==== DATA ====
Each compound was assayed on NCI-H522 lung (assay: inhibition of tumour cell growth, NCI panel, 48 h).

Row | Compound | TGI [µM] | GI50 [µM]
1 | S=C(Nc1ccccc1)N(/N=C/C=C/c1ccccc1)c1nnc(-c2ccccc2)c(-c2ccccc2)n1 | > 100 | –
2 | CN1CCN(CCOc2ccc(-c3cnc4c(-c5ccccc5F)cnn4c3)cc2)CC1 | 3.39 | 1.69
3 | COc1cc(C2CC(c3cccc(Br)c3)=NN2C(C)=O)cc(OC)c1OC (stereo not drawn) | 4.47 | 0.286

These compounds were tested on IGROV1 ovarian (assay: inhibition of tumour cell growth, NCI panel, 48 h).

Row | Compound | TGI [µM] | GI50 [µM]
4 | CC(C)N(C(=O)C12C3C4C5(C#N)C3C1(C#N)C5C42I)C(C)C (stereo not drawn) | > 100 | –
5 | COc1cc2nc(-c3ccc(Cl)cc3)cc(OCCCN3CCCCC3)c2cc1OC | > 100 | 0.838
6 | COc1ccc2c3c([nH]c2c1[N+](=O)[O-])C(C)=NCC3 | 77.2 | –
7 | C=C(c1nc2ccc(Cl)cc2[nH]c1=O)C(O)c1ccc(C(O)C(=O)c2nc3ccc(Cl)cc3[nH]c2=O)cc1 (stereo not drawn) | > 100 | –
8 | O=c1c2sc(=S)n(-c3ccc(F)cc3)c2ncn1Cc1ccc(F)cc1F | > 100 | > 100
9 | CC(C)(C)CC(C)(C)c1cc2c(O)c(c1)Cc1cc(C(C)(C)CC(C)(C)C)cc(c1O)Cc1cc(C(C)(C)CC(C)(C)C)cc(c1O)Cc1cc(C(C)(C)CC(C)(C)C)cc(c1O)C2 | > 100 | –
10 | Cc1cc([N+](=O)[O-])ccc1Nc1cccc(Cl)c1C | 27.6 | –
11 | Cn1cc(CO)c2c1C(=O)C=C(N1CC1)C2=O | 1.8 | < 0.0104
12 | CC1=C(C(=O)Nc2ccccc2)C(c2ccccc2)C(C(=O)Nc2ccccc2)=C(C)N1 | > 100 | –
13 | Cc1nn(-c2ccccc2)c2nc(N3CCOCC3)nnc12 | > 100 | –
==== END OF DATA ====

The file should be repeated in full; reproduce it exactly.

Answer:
Each compound was assayed on NCI-H522 lung (assay: inhibition of tumour cell growth, NCI panel, 48 h).

Row | Compound | TGI [µM] | GI50 [µM]
1 | S=C(Nc1ccccc1)N(/N=C/C=C/c1ccccc1)c1nnc(-c2ccccc2)c(-c2ccccc2)n1 | > 100 | –
2 | CN1CCN(CCOc2ccc(-c3cnc4c(-c5ccccc5F)cnn4c3)cc2)CC1 | 3.39 | 1.69
3 | COc1cc(C2CC(c3cccc(Br)c3)=NN2C(C)=O)cc(OC)c1OC (stereo not drawn) | 4.47 | 0.286

These compounds were tested on IGROV1 ovarian (assay: inhibition of tumour cell growth, NCI panel, 48 h).

Row | Compound | TGI [µM] | GI50 [µM]
4 | CC(C)N(C(=O)C12C3C4C5(C#N)C3C1(C#N)C5C42I)C(C)C (stereo not drawn) | > 100 | –
5 | COc1cc2nc(-c3ccc(Cl)cc3)cc(OCCCN3CCCCC3)c2cc1OC | > 100 | 0.838
6 | COc1ccc2c3c([nH]c2c1[N+](=O)[O-])C(C)=NCC3 | 77.2 | –
7 | C=C(c1nc2ccc(Cl)cc2[nH]c1=O)C(O)c1ccc(C(O)C(=O)c2nc3ccc(Cl)cc3[nH]c2=O)cc1 (stereo not drawn) | > 100 | –
8 | O=c1c2sc(=S)n(-c3ccc(F)cc3)c2ncn1Cc1ccc(F)cc1F | > 100 | > 100
9 | CC(C)(C)CC(C)(C)c1cc2c(O)c(c1)Cc1cc(C(C)(C)CC(C)(C)C)cc(c1O)Cc1cc(C(C)(C)CC(C)(C)C)cc(c1O)Cc1cc(C(C)(C)CC(C)(C)C)cc(c1O)C2 | > 100 | –
10 | Cc1cc([N+](=O)[O-])ccc1Nc1cccc(Cl)c1C | 27.6 | –
11 | Cn1cc(CO)c2c1C(=O)C=C(N1CC1)C2=O | 1.8 | < 0.0104
12 | CC1=C(C(=O)Nc2ccccc2)C(c2ccccc2)C(C(=O)Nc2ccccc2)=C(C)N1 | > 100 | –
13 | Cc1nn(-c2ccccc2)c2nc(N3CCOCC3)nnc12 | > 100 | –